Lies Artists Believe: Age
One of the lies artists believe today is, “If only I was the right age, then I would be successful.” Surprisingly this can go both directions. Some people wish they had started younger and think if they were just younger and cooler, they would be embraced and get the gigs they are striving for. Others feel like they don’t have enough experience and knowledge to get the respect they need to be offered the bigger opportunities they are seeking.
Insecurity and Age
Whatever your age, there is a temptation to second guess everything about you and your art. We all feel a little tug in our thoughts and hear those little voices that awaken our insecurities. Age has become one of the triggers that can feel so overwhelming precisely because you cannot change your age. Sure, you can omit the year on your Facebook birthday information. You can stay fit, color your hair and dress hip. But you cannot alter your true age.
Driven to Extremes
Here in Los Angeles the culture worships youth. People will go to great lengths to look younger, more hip and cool. This is especially true of those in front of the camera or on stage, though it is found throughout the city and the creative industries here. I know music producers, editors and writers who have dyed their hair and dress more youthfully because it helps them get the contracts and the gigs. The mindset is if you are not young and hip you won’t be able to help the project attract the coveted teenager and early 20’s demographic. Naturally this is because that is the demographic that spends the most on music, movies, new technology and the latest fashion accessories.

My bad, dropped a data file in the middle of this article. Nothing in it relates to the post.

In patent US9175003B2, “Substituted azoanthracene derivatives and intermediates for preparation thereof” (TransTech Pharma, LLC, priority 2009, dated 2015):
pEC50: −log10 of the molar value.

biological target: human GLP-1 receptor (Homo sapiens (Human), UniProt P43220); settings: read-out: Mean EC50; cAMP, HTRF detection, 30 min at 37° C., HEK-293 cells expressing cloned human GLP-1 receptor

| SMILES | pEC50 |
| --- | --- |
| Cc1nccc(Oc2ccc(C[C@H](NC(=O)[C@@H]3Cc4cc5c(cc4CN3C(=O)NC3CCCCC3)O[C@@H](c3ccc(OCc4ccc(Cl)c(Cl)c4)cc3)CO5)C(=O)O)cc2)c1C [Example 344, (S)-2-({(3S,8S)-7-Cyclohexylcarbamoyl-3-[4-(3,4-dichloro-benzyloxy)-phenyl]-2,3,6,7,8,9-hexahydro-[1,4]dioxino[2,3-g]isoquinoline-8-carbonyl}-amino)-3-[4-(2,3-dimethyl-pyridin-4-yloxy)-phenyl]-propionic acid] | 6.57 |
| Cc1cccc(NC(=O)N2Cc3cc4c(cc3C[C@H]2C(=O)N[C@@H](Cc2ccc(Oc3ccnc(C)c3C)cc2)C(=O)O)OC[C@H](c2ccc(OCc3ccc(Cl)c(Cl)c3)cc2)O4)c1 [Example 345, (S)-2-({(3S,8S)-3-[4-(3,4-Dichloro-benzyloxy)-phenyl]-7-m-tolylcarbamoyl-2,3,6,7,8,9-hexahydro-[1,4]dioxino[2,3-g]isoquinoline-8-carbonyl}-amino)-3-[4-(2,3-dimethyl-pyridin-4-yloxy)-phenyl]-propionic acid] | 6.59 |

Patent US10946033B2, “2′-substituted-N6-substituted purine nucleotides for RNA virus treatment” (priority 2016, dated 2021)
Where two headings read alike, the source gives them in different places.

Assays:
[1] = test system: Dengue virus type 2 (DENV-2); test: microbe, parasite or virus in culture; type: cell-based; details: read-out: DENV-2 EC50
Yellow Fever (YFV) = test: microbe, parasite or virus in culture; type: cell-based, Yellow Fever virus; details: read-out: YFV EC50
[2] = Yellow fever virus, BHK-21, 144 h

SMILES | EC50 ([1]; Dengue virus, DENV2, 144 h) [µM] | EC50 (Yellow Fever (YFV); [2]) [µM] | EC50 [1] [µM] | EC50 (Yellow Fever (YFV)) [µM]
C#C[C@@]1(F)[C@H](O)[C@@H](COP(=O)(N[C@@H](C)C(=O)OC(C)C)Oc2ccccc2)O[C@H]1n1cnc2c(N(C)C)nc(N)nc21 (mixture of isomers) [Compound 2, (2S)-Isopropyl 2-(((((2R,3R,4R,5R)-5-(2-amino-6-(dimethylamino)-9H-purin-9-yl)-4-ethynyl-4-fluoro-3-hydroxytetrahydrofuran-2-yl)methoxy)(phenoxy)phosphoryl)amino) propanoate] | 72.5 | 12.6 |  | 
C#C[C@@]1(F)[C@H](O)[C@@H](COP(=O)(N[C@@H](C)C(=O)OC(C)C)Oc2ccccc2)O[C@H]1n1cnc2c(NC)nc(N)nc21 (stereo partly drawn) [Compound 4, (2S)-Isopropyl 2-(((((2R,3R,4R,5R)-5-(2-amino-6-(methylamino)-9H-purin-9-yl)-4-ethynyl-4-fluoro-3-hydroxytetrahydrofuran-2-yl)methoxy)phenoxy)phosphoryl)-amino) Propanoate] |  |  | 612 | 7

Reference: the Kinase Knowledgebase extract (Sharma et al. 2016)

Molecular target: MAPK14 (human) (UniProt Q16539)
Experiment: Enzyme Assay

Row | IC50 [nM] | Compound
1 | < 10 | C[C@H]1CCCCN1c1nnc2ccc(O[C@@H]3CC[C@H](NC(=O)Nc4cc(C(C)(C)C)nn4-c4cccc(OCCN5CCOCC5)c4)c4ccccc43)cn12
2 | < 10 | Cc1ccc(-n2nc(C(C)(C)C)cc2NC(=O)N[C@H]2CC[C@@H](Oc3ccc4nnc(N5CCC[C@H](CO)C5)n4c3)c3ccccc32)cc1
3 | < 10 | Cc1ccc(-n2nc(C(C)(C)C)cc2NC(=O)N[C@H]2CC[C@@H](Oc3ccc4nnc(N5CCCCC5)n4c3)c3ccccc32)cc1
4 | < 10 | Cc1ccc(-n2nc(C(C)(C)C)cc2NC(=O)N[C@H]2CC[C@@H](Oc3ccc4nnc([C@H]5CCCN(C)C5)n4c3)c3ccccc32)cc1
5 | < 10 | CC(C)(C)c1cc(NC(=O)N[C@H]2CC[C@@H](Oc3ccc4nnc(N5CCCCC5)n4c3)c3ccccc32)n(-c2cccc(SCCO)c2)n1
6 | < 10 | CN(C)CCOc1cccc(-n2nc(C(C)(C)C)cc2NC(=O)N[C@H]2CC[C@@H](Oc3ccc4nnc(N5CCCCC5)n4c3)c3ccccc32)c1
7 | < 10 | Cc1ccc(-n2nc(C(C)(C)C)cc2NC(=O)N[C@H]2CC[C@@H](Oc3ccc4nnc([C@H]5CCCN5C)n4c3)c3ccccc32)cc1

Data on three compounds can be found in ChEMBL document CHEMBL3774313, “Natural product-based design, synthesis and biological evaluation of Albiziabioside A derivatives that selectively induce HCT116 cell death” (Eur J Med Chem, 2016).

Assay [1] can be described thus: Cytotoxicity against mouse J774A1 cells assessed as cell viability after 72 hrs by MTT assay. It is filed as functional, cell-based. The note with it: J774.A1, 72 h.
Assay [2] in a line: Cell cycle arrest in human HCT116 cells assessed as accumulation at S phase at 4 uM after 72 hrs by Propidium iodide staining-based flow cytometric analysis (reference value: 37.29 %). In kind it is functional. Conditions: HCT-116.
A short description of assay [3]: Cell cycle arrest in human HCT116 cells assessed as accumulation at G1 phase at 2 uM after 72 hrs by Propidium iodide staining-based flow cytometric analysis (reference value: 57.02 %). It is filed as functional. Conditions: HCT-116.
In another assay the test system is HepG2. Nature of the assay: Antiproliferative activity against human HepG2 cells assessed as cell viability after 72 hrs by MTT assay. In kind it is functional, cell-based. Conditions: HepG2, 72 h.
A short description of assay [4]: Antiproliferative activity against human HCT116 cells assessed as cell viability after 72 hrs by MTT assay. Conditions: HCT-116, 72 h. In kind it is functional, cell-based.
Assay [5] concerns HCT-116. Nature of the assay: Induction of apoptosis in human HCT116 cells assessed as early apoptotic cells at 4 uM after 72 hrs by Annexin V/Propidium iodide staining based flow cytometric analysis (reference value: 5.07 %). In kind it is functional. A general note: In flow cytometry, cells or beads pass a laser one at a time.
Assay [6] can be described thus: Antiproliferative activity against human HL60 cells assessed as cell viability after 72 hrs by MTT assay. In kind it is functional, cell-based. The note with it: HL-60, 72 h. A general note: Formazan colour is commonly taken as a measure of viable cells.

When we lived in New York there was a sense that you weren’t really given respect or treated as an adult until you were 40. It was puzzling at first, but so many people couldn’t afford to buy a house (due to the high prices), and they felt they couldn’t get married and establish their own identity until much later in life. Getting respect as a 30-year-old could be challenging in New York, whereas a 30-year-old in Los Angeles is in danger of starting to become too old.
Legitimate Critique or Not?
Whether you live in a major city or a small town you will find people who judge you based on your age. Sometimes there is a legitimate issue. Maybe you need more training, or experience. Maybe you are simply too old to play a teenager in a hit movie. There are times where age is a true limiter. On the other hand, there will be times when people judge you based on your age and it is preposterous. Great paintings come from old and young people. Incredible acting comes from old and young people. Amazing video games are created by the young and the old. And so on.
God’s View of Youth